Round 7 of the National Points Championship Shootout sponsored by Neil Fitton Racing drew an entry of 37 cars to a rather wet Birmingham Wheels Raceway. A two-thirds format ensured plenty of cars on track but with the first half of the meeting blighted by the rain, fans had to wait for the Final and Grand National races for the action on track to be as hard and intense as the earlier rain showers.
23 for Heat one. White tops 284 Sam Wass and Jon Horne in the 19 car slithered off into the lead. Of the big names, Harris (84) looked to have more pace than his rivals but his charge to the front expired when he tangled with the 512 car of Michael Steward. The race settled down as cars struggled for grip, Horne retired leaving 183 Steve Whittle chasing the 284 car.
By half way Mick Sworder had managed to make his way into third and then passed 183 for second on the penultimate lap. Last lap and Sworder closed in and delivered a precise and decisive last bend hit on 284 to take the victory. Wass locked up and went straight on into the Armco. It’s of great credit to the inexperienced Wass that he still managed to drag his ailing car to the line to secure fourth place but a bent front axle and other chassis damage ended his racing. With brother Alex Wass also having to load up his car after mechanical problems during practice, it was not a great night for the Wass family but one feels sure they will be back better and stronger next season. In fact both have the talent to succeed and could still have the opportunity for some 2016 success at Birmingham as both with be eligible for the Under 25s Championship which takes place at the season ending Gala meeting at Birmingham on 12th November.
Another 23 for heat two including the top 3 in the point title chase: Nigel Green, Rob Speak and Frankie Wainman Jnr. Ex-Saloon Stock Car superstar 48 Shaun Webster has way too much skill and experience for a yellow grade start and led pretty much from flag to flag. Of the trio leading the points chase, Green had a steady race keeping out of any trouble and made it into second place with five laps to go. Wainman started fast but got a little out of shape in turn four and this error was all that Dan Johnson required to give Frank that little extra push that turned oversteer into a full blown spin. Wainman gathered himself and continued at a rapid pace given the conditions but the time lost meant eighth place was his only reward.
Meanwhile Speak was doing his best to confirm the impression given at previous rounds that he has little interest in winning the silver roof. The 318 car went looking for contact with as many cars as possible especially Danny Wainman. On a wet track this aggressive approach was bound to lead to delays in progress and the best Speak could manage was a fifth place.
21 for heat three and, with the rain now slowing down, a little portion of dry racing line began to emerge. 48 Webster built another lead while at the back Green, Speak and Mick Sworder had a polite exchange of hits. Webster led until halfway when a flying Hitman Harris went past for a comfy win. Speak made it all the way to third place, Green held fourth and on the last lap had the 318 car in range for a terminal hit but the 445 pilot kept his powder dry.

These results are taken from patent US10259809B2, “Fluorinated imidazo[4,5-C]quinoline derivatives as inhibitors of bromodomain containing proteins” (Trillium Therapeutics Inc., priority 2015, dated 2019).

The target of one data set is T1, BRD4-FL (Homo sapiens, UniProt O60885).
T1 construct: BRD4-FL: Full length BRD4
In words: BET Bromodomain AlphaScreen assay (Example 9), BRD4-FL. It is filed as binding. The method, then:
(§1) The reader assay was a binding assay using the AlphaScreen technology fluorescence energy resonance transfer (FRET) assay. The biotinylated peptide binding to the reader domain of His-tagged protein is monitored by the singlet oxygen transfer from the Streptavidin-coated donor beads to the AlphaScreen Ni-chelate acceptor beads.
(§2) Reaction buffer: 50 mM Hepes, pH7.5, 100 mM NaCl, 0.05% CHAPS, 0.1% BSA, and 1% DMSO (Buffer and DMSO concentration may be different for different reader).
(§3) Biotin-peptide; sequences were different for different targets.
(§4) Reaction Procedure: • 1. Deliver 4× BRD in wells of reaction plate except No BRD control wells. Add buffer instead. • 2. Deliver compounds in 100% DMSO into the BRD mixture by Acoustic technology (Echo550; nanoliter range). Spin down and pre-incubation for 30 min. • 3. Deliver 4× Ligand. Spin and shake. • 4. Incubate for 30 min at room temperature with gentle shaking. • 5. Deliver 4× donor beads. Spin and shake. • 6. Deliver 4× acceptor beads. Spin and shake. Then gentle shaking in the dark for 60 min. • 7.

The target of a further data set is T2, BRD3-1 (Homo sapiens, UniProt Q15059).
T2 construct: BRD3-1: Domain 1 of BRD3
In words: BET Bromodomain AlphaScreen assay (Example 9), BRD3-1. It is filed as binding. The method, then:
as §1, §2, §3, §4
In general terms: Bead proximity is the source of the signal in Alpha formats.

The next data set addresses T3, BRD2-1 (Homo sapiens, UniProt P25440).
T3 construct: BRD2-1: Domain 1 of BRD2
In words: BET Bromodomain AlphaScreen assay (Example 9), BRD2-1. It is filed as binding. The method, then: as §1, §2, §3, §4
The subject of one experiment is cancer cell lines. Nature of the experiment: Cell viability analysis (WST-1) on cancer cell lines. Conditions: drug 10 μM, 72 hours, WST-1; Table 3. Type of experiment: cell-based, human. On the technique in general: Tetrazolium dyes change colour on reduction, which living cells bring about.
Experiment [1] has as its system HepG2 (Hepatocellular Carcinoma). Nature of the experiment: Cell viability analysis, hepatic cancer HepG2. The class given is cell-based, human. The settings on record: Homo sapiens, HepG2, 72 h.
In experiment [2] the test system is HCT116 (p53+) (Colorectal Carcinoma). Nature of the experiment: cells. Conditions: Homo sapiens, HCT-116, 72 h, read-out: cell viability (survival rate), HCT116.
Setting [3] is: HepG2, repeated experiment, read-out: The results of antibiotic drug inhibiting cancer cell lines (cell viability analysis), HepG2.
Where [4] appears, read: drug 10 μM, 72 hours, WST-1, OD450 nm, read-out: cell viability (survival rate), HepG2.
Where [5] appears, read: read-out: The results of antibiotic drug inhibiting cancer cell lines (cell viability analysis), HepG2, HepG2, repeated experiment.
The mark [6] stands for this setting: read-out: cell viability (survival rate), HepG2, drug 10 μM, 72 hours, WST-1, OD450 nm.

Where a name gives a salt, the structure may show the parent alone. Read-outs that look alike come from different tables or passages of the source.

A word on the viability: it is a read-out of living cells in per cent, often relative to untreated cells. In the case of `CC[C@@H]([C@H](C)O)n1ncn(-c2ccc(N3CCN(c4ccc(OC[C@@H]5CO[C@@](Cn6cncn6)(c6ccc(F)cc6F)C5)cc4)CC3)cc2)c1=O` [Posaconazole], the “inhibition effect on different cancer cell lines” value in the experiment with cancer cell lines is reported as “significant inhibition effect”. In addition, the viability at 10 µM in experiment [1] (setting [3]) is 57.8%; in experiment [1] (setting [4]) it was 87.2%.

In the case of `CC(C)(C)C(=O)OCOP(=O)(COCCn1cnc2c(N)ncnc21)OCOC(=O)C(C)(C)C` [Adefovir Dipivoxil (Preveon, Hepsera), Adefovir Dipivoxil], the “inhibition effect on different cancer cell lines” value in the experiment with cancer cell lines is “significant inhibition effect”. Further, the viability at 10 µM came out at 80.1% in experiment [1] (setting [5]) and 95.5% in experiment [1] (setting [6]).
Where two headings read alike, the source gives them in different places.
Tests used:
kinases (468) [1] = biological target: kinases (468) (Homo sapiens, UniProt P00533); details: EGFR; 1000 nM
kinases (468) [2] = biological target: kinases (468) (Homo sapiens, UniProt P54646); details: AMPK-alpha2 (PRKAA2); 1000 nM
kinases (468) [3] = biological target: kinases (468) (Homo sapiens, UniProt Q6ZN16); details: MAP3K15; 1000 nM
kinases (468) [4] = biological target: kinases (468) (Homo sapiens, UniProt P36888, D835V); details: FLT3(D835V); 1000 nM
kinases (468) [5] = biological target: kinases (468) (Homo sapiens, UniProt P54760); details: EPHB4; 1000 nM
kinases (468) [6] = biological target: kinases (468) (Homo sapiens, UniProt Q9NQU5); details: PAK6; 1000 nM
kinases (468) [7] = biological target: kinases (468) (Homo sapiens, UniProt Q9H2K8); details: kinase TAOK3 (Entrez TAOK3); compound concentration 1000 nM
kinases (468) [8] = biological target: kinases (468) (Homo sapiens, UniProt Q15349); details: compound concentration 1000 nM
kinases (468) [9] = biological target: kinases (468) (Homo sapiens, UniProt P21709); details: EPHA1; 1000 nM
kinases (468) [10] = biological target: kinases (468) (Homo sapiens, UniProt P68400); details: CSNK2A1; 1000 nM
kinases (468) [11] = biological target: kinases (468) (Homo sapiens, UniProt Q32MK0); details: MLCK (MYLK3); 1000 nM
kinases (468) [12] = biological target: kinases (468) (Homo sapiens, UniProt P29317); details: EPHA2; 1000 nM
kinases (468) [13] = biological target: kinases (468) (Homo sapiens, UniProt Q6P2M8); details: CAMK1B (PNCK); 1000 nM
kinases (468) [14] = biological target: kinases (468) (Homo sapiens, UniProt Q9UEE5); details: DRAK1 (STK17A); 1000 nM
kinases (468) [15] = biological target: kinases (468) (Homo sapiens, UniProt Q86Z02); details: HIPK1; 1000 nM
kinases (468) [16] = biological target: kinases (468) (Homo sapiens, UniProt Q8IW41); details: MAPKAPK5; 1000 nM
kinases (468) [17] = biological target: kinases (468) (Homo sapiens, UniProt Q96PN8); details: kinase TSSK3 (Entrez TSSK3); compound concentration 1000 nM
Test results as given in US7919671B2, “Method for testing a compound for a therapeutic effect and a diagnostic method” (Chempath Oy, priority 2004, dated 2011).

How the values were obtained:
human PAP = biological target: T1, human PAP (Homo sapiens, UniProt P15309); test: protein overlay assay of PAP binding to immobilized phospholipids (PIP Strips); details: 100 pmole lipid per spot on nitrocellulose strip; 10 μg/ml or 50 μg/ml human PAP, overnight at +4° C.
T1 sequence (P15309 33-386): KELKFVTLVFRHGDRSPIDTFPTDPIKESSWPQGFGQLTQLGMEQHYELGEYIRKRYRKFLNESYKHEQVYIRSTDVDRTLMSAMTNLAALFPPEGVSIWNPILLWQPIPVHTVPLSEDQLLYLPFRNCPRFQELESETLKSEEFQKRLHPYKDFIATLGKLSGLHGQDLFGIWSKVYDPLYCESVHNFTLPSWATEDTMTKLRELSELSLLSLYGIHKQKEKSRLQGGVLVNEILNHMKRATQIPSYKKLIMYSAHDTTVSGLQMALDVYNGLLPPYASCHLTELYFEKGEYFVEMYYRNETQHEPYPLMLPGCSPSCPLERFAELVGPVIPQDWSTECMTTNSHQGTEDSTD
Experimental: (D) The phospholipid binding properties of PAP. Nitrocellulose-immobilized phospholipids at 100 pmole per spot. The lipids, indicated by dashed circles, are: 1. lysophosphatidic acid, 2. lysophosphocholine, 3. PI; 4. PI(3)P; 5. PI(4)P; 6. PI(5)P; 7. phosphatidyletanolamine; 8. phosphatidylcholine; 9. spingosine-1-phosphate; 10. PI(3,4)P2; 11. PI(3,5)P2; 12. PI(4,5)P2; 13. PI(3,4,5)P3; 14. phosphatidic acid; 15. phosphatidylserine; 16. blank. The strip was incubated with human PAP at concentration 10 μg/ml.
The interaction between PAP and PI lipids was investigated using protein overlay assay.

A bigger field of cars for the final, and a track now damp on the outside and dry on the inner led to a substantial increase in on-track action. Horne took the lead in the 19 car while Harris (84) broke away from the other Shootout drivers and began a rapid charge through the field. For the first seven or eight laps the action exploded on every bend with the Shootout drivers hitting each other on a regular basis. With Horne departing, in the lead we now had Matt Rogers in the 213 car. Rogers is in his first season of F1 racing and showed remarkable pace and control on a difficult track. Still it was too much to expect that his lead would last and Harris went past for an unchallenged victory. Harris led home F2 racer Ashley England and current holder of the silver roof Dan Johnson. With England then penalised for a jump start Johnson took second and perhaps just enough points to keep his faint hope of title retention alive. Rogers 213 completed the podium places with his second third place of the night. It would not surprise me if the 213 car became a regular visitor to the podium in 2017.
Of the key runners in the points chase, Speak and Green sparred rather than fought with Green saying no to several opportunities to put the 318 car in the fence. As points leader, this is probably a sensible approach even it leaves the fans a little disappointed. Wainman Jnr had another race to forget; finishing out of the points which left him well adrift of Green and Speak in the race for silver.
28 for the Grand National and more speed on a drying track, and more argy bargy at the back of the pack with 16 Mat Newson and Dan Johnson bashing the Armco in turn 3. Rogers led Webster but had to give way and the 48 car then pulled away. Speak had finally got his racing head on and was in second before halfway. Speak took the lead but yellow flags halted the field. On the restart, Speak led Wainman and Green. Speak soon pulled away leaving Green to scrap with Wainman. Last lap and the 445 car did go for a fairly big lunge at the Wainman car and did indeed make some contact, but it was insufficient to dispose of his rival.
Speak took his lap of honour but glory turned to grief just 20 minutes later when the 318 car failed post race inspection; blaming a tyre change for his failure to pass the checks on ride height. With Speak disqualified, Wainman Jnr inherited the win and just enough points to keep his faint hopes of silver alive. The removal of Speak also moved the 84 car of Hitman Harris into fourth and with the final winner’s double points haul Harris scooped enough points to make some fans think it may be more than a two horse race for the title!
Words: Damian Noblett
Photos: Colin Casserley